South Korean Researchers manufacture orthopedic implants with Bio 3D Silk-Printing System
South Korean Researchers today announced the development of a new Bio 3D Silk-Printing System, which allows for the use of silk (protein) as a 3D printing material for medical equipment. The system was developed jointly by the Rural Development Administration and Hallym University. Silk is a natural protein fiber obtained from cocoons, and 75 percent of it is composed of fibroin, a type of protein frequently used to make medical equipment for its excellence in biocompatibility. The team took advantage of the silk’s properties to develop silk ink for 3D printing, and successfully used the ink to manufacture orthopedic implants including plates, screws, and clips – equipment surgically inserted to help stabilize and support broken bones until healed.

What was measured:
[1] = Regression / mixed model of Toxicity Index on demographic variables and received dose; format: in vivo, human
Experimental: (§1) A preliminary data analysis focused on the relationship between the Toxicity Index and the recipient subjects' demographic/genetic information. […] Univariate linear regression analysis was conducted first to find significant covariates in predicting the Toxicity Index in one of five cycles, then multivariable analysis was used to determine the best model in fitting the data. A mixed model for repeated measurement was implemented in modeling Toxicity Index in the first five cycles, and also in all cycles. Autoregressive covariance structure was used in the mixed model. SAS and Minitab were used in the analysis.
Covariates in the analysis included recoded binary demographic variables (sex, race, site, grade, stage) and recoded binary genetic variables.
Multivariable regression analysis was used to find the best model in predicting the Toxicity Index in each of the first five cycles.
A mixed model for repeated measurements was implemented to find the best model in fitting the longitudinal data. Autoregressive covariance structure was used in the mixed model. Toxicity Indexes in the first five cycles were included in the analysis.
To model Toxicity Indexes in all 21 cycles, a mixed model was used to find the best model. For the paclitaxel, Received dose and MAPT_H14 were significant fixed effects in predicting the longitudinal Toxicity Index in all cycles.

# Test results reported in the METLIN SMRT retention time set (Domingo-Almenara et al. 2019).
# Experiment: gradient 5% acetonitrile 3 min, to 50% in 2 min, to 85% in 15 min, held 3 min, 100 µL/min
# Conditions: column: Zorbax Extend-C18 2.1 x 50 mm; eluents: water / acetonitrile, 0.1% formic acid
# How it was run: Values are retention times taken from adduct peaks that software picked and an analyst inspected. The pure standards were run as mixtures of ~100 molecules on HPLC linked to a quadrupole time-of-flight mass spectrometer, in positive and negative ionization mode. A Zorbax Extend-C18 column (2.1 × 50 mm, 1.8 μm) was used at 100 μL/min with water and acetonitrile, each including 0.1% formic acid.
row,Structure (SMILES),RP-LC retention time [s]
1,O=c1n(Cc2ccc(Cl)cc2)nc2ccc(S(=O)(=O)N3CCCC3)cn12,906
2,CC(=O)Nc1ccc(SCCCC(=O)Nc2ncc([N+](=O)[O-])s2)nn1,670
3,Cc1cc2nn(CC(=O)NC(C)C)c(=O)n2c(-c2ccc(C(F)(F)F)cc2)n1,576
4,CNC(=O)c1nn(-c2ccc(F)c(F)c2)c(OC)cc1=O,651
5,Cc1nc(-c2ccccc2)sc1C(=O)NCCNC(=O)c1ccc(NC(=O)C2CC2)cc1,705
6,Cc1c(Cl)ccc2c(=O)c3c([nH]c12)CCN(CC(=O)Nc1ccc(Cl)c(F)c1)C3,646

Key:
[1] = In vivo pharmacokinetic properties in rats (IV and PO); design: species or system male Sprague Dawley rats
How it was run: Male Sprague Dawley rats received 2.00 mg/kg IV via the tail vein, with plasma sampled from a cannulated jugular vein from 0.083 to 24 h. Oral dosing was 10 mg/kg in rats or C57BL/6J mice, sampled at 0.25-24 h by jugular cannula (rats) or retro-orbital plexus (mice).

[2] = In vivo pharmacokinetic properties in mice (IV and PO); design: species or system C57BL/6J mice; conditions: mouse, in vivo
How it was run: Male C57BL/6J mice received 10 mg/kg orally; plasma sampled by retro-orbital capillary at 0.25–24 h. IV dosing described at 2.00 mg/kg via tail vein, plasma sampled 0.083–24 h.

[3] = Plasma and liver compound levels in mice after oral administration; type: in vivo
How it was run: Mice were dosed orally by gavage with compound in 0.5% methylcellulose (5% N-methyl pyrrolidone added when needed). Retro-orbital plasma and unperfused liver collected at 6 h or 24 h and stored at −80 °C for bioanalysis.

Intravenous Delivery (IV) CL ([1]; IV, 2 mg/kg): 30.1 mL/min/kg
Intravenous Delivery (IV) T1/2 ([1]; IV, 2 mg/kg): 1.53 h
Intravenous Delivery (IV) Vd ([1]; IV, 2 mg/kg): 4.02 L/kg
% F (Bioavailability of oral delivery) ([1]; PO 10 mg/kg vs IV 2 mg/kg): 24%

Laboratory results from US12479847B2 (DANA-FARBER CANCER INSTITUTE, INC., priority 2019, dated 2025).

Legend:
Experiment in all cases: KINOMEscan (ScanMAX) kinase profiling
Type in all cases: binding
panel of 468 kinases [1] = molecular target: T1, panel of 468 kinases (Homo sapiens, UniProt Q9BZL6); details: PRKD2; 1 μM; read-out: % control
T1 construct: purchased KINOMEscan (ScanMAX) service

Such devices are usually made from stainless steel or titanium alloy, but they require an additional removal surgery once the patient fully recovers. Synthetic polymer, which is biodegradable, is also an option, but it comes at a higher cost, and tends to lack stability.The Bio 3D Silk-Printing System brings together the best of both elements. Devices made from the system have proven to be both durable and stable, as well as degradable. According to the team the cost of production is roughly half that of synthetic polymer, according to the team.One of the great advantages of the new technology is that it allows personalized production, so implants can be manufactured for curved areas like the skull and cheekbones. Animal tests also proved the effectiveness of the silk-made plates in inosculating bones, while not inducing any inflammation or foreign body reactions.